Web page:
The Evolution of Washington Consensus Policies in Washington

The term “Washington Consensus” originated in a paper prepared by economist John Williamson in 1989. In this work, Williamson listed ten policies he felt were being implemented widely in Latin America at the time and about which he felt there was a reasonable degree of consensus in Washington (Williamson, 1990). The original list included fiscal discipline, the redirection of public spending away from (indiscriminate) subsidies toward spending on health and education, tax reform directed at broadening the tax base with a moderate marginal tax rate, market-determined and positive interest rates, a competitive exchange rate to encourage exports, trade liberalization, liberalization of foreign direct investment regimes, privatization, and deregulation. Deregulation included, among other items, the establishment of property rights, the elimination of price controls, and restrictions on the remittance of profits. Washington Consensus ideas reflected a turn to neoclassical economic thinking and a rejection of the Keynesian interventionist principles that had dominated the pre-war period. The overriding objective was to roll back the state and strengthen the role of the market.

The new policy direction gained momentum with the election of Ronald Reagan as U.S. president in 1979 and Margaret Thatcher as British prime minister in 1980. The international debt crisis of the early 1980s gave the World Bank and the IMF the opportunity to press Washington Consensus policies on highly indebted Latin American countries. With growing expenditure needs and the availability of loans from international banks through the 1970s, Latin American countries, particularly the largest ones (Brazil, Argentina, and Mexico), had incurred substantial foreign debts. When commodity prices declined, and interest rates began to rise in the early 1980s, economic conditions worsened. The Mexican decision to stop payments on its foreign debt triggered panic among the private banks, which refused new lending and re-negotiation of old loans, sending Latin American economies into a downward spiral. Faced with balance of payments crises, country after country signed stabilization agreements with the IMF, followed (from the mid-1980s) by structural adjustment agreements with the World Bank.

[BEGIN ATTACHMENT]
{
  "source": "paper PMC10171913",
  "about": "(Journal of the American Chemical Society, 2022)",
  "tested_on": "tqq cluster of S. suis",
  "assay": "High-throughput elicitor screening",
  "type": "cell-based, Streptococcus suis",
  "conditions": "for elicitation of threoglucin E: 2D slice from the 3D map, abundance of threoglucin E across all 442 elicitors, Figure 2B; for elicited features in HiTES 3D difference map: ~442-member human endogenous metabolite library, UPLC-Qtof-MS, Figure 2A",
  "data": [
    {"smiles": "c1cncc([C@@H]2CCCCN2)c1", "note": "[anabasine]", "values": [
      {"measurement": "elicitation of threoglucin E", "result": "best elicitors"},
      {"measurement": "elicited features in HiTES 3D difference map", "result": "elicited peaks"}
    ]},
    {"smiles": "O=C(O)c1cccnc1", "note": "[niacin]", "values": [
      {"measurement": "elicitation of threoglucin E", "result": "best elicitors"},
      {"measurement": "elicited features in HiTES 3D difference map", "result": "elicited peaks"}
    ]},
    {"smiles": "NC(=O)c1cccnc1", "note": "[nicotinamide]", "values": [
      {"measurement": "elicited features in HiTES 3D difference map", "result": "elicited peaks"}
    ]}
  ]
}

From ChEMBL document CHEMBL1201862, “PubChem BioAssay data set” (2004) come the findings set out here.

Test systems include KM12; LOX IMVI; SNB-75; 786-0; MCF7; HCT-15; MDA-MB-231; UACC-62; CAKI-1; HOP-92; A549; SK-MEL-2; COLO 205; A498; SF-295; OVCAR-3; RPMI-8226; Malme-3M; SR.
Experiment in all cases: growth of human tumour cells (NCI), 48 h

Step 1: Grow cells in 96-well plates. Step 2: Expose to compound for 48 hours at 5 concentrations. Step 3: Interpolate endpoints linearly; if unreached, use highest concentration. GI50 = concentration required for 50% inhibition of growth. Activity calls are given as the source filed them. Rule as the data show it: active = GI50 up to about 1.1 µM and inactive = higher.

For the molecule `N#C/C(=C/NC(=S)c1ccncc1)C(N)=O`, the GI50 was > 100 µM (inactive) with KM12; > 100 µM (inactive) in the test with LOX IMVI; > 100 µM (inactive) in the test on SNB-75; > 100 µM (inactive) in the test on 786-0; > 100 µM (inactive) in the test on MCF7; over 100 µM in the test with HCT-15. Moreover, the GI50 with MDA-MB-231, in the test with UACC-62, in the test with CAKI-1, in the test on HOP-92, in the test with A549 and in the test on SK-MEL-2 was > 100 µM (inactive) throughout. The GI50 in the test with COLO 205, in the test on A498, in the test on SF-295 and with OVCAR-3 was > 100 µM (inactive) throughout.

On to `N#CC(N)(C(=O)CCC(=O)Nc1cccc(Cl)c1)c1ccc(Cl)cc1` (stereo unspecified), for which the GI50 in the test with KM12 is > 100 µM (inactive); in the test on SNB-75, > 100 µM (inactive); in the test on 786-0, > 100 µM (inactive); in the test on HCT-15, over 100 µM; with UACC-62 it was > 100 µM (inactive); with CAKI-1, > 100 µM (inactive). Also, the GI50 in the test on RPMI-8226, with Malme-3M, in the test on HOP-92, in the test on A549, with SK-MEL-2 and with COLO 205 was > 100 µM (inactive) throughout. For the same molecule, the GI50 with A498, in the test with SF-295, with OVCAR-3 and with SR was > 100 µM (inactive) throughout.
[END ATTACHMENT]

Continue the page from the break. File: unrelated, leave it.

Since these loan arrangements involved country officials agreeing to Washington Consensus policy conditions in exchange for loans, some observers have identified policy conditionality, particularly from 1989 when the Brady Plan offered debt relief in exchange for prior commitment to reforms, as playing a role in the durability of what was understood as politically unpopular reforms (Ramamurti, 1992, pp. 164–165; Remmer, 1998, p. 22). Others, however, have suggested that IFI influence on policy reform emanated from other, more subtle activities, such as the IFI’s role in the transfer of policy ideas to country officials during years of policy discussions or by means of support for country officials already predisposed to reform (Kahler, 1992, p. 123; Nelson, 1992, p. 314).

As growth and prosperity failed to materialize through the 1980s, Washington policy elites supplemented the original policy list with a recommendation for financial opening to attract foreign savings to spur economic growth (Berr, 2007). The results, however, were disappointing. Between 1991 and 2002, the GDP of the region grew at only 0.9 % per year, while during the 1970s, it had grown at the rate of 3.2 % (Bresser-Pereira & Varela, 2004–2005). High interest rates, designed to attract the inflow of capital, combined with overvalued exchange rates (likely linked to the high capital inflows), contributed to the contraction of domestic savings and investment and stagnation in economic growth. Some observers maintained that liberalization of the capital account was responsible for increased economic volatility and financial crises (Stiglitz, 2000).